Face to Face – 2 John
Today’s art is a response to 2 John:
The elder to the elect lady and her children, whom I love in truth, and not only I, but also all who know the truth, because of the truth that abides in us and will be with us forever:
Grace, mercy, and peace will be with us, from God the Father and from Jesus Christ the Father’s Son, in truth and love. (verses 1-3)
I rejoiced greatly to find some of your children walking in the truth, just as we were commanded by the Father. And now I ask you, dear lady—not as though I were writing you a new commandment, but the one we have had from the beginning—that we love one another. And this is love, that we walk according to his commandments; this is the commandment, just as you have heard from the beginning, so that you should walk in it… (verses 4-6)
Though I have much to write to you, I would rather not use paper and ink. Instead I hope to come to you and talk face to face, so that our joy may be complete. (verse 12)
“The Christian life is not meant to be lived alone”…I’m not sure who said that…perhaps several people have said it. The apostle John would agree with them. There is an urgency to his words in 2 John. Keeping his message short, he concludes with, “There is so much more I’d like to tell you, but I don’t want to use paper and ink.” A circulating letter is fine. It’s a means for transporting the truth of the gospel to outlying churches that he had planted, nurtured, ministered to in years past. Perhaps some of the congregations reading this letter are newer church plants with members he’s never met before. As an old man, looking back on decades of ministry, of mentoring, he longs for fellowship. He yearns to see again the people he loves: his brothers and sisters in Christ.
The same longing for fellowship fuels us 2,000 years later. Text messages give us instant contact with quick feedback. Email and snail mail allow us to pour our thoughts into words. We can hear our friend’s voice over a long-distance phone call. Skype and FaceTime even enable us to see their reactions to our conversation. But face to face, live interpersonal contact is so much more fulfilling…it makes our joy complete! Hebrews 10:24-25 says: “Let us consider how we may spur one another on toward love and good deeds. Let us not give up meeting together, as some are in the habit of doing, but let us encourage one another.” So much more accountability and encouragement can be exchanged face-to-face than any other way! It engages all of the senses, allowing for verbal as well as nonverbal communication…eliminating many opportunities for miscommunication.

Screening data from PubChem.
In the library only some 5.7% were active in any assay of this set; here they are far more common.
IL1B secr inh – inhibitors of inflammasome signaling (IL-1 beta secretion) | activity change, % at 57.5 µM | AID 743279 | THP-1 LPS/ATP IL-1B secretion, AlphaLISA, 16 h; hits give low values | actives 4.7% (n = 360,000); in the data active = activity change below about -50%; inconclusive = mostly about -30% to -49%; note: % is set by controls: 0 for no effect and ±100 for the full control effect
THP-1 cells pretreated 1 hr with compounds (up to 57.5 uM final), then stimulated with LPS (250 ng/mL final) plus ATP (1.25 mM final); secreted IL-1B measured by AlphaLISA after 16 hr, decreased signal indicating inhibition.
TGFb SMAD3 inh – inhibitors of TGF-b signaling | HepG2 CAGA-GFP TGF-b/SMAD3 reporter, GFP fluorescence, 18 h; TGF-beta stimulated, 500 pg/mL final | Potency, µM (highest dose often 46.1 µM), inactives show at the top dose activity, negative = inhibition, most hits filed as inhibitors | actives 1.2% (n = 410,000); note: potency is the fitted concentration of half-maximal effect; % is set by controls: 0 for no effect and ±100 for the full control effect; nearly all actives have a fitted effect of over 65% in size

Over the past decade I’ve worked with middle-school ministries in my church. Weekly Bible studies, retreats, small groups, and 8th-grade mentoring are all highlights to my ministry year. They are my face-time with the kids. I never get tired of seeing the “Aha! I get it!” look on their faces when they’ve connected with something newer and deeper in their faith. As the Bible comes alive for them, it refreshes the Life in me! On the flip side, my own spritual growth is encouraged by peers, friends, older women and men in the church who invest in me. We’ll meet for dinner or coffee, go for walks…spend time face to face, encouraging and praying for each other.
All of this connects, I believe, to the basic human need to be known and accepted. Paul, at the end of his exhortation on the meaning of love, states: “Now we see only a reflection as in a dim mirror; then we shall see face to face. Now I know in part; then I shall know fully, even as I am fully known.” (1 Corinthians 13:12) The joy we feel now when fellowshipping with other Christians is merely a taste…a dim reflection…of the joy we’ll experience in Heaven when we get to see our Creator face-to-face. Then we won’t have to rely on the written Word to decipher what He’d like to say to us. We will know His love fully, even as we are fully known.
Mollie is a high school drawing and painting instructor, with her MFA in Illustration, who lives near Chicago. She grew up surrounded by children’s books and bedtime stories. Though she doesn’t have children of her own yet, her picture book library is well stocked with new and old favorites. Whether working on children’s book illustrations, murals, or private commissions, Mollie enjoys the interplay of imagery with text. The Bible in particular has so many stories to tell. She likes the challenge of bringing scripture passages to life through calligraphy or illustrative portraits. Preferring to work in watercolor and ink, she chooses her medium based on the effects she hopes to capture in a piece. Her blog, Telling the Story Between the Lines, can be found at MollieBozarth.wordpress.com.